Following the B-Movie’s Film School, I have been on the hunt for further examples of genuine second features (rather than those films that embody the ‘spirit of the Bs’). As part of my search, I reached far into the depths of the archive here at Dirk Towers to find probably the most important book in the entire collection. A Pictorial History of Horror by Denis Gifford was a treasured item for many children of the seventies, and it’s special as it was the first book about films that really fired up my young imagination. It isn’t a children’s book, but it was a coveted item amongst my school friends, as it was filled to the brim with chilling pictures that are guaranteed to give primary school kids a month of nightmares. It’s a wonderfully compiled compendium of stills depicting the history of the horror film, from the very early days to the more contemporary Hammer pictures. I would spend endless days flicking through these pages with my school friends, trying to work out the stories behind the films. I loved the characters from Universal horror films and would stay up most nights making models of the The Wolfman, Frankenstein’s Monster and The Hunchback of Notre Dame, with optional glow-in-the-dark head and hands. It feels very old now – it smells musty from being stored in the shed for many years, some of the images were plundered for a secondary school project (mainly King Kong stills), the dust-jacket is long gone leaving the red cover and gold emboss on the spine looking tatty and written in biro, on the front, in my best joined-up writing it says ‘Horror Movies!’ – looking through it now is a time-machine that sends me to hurling back to being 9 years old.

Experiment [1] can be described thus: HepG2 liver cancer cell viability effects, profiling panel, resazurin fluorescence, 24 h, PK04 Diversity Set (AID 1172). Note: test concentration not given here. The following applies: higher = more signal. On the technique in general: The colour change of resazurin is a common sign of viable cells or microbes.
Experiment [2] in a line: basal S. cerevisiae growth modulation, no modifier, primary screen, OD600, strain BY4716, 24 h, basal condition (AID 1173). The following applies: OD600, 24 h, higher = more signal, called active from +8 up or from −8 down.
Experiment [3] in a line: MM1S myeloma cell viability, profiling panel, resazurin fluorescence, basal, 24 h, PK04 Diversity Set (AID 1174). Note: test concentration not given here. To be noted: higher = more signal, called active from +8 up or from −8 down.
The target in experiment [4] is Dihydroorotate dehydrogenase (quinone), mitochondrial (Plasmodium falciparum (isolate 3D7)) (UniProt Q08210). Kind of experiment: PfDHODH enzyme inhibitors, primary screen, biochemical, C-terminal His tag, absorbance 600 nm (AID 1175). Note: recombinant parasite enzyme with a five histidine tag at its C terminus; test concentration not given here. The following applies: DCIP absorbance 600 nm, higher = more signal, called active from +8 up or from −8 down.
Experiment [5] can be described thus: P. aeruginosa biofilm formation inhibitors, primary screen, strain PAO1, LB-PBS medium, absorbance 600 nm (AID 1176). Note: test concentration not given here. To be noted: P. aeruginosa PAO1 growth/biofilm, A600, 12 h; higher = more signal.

Gifford was known for his contribution to comics and he was my favourite author thanks to his Stewpot’s Fun Book – a Look-In special featuring parodies of Dr Who, The New Avengers, and The Six Million Dollar Man – and his Morecambe and Wise paperbacks – with a great Star Wars parody featuring Eric as C3 PO and Ernie sitting in a bin as R2D2. It was probably the Gifford connection that convinced my parents that my young, impressionable mind was in safe-hands, despite it featuring a picture of a woman with an axe sticking out of her head. I remember the day we bought it very clearly. Mum and Dad had been given some good news so they let me have a treat from WH Smith in Bolton.